Chase and its predecessor banks have been helping small businesses grow since 1799 — almost as long as the United States has been around. In fact, Aaron Burr was the first director of The Bank of The Manhattan Company, the earliest banking forerunner of JPMorgan Chase & Co. This small business focus continues to be important to Chase Bank.
We spoke with John McCourt, national director of field management for Chase Business Banking, about why small businesses remain important clients to the nation’s largest bank by asset size.
John McCourt, National Field Director for Chase Business Banking
McCourt is responsible for overseeing the five Chase Business Bank divisions of the United States. Chase Business Bank provides deposit, credit and cash management services to small businesses. McCourt has spent the last 29 years with Chase, where he has held various field, client experience and operations roles.
Prior to joining Business Banking in 2011, McCourt was Chase’s chief administrative officer and was heavily involved with the merger conversions and systems integration. McCourt earned his bachelor’s degree from the State University of New York at Albany and his master’s degree from Hofstra University.
We had the opportunity to ask McCourt the following questions about Chase, its relationship with small businesses, and whether business owners should be concerned about an economic downturn:
Chase Invests in Owners Who Can’t Qualify for Traditional Capital
FSB: In 2018, Andrew Kresse, then the CEO of business banking at Chase, said Chase is always looking for ways to support small business owners who can’t qualify for traditional capital. That’s why the bank invested in myWay to Credit, a bank referral marketplace for small businesses. Why is this an important issue for Chase?
McCourt: “Access to credit is a big challenge for most entrepreneurs and small business owners. Lending is one of the most important things we do as a financial partner. So even when someone doesn’t qualify for traditional capital, we wanted to be able to make them aware of other alternatives.”
Chase Seeks to Be a Trusted Advisor to Business Owners
FSB: Chase has been clear that it wants to act as a mentor for small business owners, along with giving them great financial products. What types of advice are small business owners most frequently looking for?
McCourt: “It’s a privilege to be a partner and trusted advisor to a small business owner, and it’s a responsibility we take seriously. We advise on ways to manage cash flow, payroll, payment acceptance, fraud protection and even things like hiring. For small business owners, employees are like family.
“Business owners often ask me what we can do for their employees, which is exciting. Many are also looking for technology to make administrative tasks faster, easier and less manual so they can focus on their business. We’re working on ways to give business owners insights about their business that simplify their day-to-day operations. We also provide free advice on marketing and social media strategies through locally hosted ‘chats’ in branches and the Business Insights Seminars we do in various cities.”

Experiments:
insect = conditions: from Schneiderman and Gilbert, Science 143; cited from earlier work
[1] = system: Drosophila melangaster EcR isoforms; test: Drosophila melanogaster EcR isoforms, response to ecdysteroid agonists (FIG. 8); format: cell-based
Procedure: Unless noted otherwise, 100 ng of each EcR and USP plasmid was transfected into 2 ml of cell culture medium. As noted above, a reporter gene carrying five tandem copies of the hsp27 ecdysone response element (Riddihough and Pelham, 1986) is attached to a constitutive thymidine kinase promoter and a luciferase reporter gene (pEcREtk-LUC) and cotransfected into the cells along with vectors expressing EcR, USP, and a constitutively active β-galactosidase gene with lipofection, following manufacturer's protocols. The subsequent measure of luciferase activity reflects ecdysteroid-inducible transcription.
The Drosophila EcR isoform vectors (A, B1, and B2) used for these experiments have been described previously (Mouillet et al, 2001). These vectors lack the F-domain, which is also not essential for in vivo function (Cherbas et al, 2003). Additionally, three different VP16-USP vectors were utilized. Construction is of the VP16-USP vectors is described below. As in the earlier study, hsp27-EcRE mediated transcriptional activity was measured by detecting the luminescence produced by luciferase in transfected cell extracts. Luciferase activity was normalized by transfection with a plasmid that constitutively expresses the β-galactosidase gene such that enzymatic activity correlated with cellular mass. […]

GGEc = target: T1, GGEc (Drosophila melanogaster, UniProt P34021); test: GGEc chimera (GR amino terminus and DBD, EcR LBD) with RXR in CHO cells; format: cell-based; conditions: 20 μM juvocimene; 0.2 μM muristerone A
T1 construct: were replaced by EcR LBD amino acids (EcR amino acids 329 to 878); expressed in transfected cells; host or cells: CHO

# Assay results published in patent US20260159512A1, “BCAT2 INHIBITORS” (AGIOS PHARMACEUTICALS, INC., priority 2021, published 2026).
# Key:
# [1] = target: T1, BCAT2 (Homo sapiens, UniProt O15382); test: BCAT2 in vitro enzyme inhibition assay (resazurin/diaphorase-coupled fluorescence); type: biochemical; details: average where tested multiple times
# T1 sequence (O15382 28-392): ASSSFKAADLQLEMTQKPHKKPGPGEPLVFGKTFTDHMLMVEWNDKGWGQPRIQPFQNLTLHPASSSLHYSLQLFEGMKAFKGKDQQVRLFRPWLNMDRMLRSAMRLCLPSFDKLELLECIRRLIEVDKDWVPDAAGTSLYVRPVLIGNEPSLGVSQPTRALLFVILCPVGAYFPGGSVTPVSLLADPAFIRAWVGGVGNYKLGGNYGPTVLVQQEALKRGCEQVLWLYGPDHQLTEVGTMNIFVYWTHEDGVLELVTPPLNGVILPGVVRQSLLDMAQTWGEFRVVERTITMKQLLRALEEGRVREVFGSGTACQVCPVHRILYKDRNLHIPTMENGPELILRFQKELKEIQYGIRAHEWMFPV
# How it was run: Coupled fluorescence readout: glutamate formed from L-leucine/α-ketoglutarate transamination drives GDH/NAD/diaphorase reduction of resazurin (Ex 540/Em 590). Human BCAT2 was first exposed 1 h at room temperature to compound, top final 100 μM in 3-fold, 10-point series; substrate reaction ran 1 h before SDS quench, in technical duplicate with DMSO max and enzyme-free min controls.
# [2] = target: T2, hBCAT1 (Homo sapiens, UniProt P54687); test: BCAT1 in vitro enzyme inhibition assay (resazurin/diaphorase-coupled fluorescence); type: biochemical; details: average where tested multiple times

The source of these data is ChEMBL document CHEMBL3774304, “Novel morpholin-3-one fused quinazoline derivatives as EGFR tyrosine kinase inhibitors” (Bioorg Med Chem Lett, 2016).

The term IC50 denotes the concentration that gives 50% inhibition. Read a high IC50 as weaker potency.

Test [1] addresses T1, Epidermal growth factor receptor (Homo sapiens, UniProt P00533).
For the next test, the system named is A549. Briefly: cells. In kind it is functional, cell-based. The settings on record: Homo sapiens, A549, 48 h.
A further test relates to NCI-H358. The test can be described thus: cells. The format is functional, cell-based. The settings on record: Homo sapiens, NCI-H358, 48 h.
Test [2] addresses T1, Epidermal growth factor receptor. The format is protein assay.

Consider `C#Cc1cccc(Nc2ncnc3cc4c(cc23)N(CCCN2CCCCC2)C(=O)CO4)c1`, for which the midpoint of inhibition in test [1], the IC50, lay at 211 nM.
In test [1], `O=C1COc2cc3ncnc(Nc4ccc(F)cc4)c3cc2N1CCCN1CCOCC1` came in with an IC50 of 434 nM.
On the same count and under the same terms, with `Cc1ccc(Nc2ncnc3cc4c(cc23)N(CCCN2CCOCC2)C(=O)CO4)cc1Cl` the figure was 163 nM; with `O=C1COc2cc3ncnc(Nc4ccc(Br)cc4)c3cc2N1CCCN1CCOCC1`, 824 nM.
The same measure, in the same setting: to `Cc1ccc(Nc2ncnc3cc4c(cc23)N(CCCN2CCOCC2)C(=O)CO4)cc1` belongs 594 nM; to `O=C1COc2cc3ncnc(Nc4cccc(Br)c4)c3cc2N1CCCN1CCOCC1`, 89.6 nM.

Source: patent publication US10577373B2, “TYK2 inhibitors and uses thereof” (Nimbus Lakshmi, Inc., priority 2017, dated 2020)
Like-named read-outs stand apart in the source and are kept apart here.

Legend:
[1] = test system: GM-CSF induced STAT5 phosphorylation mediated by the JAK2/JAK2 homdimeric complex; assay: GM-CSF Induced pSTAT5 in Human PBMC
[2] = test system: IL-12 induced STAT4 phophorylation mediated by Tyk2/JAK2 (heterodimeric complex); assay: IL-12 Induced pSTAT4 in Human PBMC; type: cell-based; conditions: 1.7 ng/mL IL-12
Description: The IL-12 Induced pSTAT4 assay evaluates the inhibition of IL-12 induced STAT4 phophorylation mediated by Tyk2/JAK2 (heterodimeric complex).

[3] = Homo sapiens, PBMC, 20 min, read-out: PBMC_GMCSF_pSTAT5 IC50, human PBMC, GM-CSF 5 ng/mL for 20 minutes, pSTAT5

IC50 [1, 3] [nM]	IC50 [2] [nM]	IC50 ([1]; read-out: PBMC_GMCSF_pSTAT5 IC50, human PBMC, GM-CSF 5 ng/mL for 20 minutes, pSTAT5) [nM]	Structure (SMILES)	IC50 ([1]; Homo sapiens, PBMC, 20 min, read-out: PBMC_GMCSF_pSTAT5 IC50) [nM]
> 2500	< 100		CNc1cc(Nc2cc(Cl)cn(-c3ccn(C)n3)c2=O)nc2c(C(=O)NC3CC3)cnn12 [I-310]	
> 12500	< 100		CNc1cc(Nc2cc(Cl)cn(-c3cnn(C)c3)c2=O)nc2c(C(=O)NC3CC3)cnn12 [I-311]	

Chase Notes Many Business Leaders Are Optimistic About the State of the Economy
FSB: The bank’s 2019 Business Leaders Outlook showed that executives are less optimistic this year about the state of the local and national economy than in past years. Should small business owners do anything now to prepare for a downturn?
McCourt: “We still see pretty strong optimism compared to years past. Nearly three-quarters of business leaders are optimistic about their company’s performance. More than half feel good about their local economy and expect increases in sales and profits. Nearly all plan to maintain or increase spending, and many are investing in technology. We see these as good indicators that small business in America is healthy. At the same time, our bankers can help them prepare for tough times.”
Chase Is Focused on Helping Business Owners Become More Efficient
FSB: What do you see as emerging trends in small business banking in 2019?
McCourt: “Small business owners are increasingly looking for technology and automated insights to help them run their business more effectively. They want to spend less time on administrative tasks and more time growing their business. We’re working on ways to give business owners insights about their business so that they can run their day to day operations more efficiently.”
What Chase Does for Small Businesses
Chase is a multinational bank and investment firm that provides small businesses with business checking and savings accounts, small business credit cards and cash management services. Chase also offers a variety of financing options for small businesses, including Small Business Administration loans and lines of credit. Its small business products are scalable, ideal for both new and established firms as they grow.
The first Chase predecessor bank was founded in 1799. Some of the bank’s forerunners helped finance construction of the Brooklyn Bridge and the pedestal for the Statue of Liberty. Today’s publicly traded bank (JPM) is the result of mergers between J.P. Morgan & Co. and Chase Manhattan Corp. in 2000 and J.P. Morgan Chase & Co. and Bank One in 2004. In 2018, JPMorgan Chase was ranked as the sixth-largest bank in the world by S&P Global with total assets of $2.534 trillion.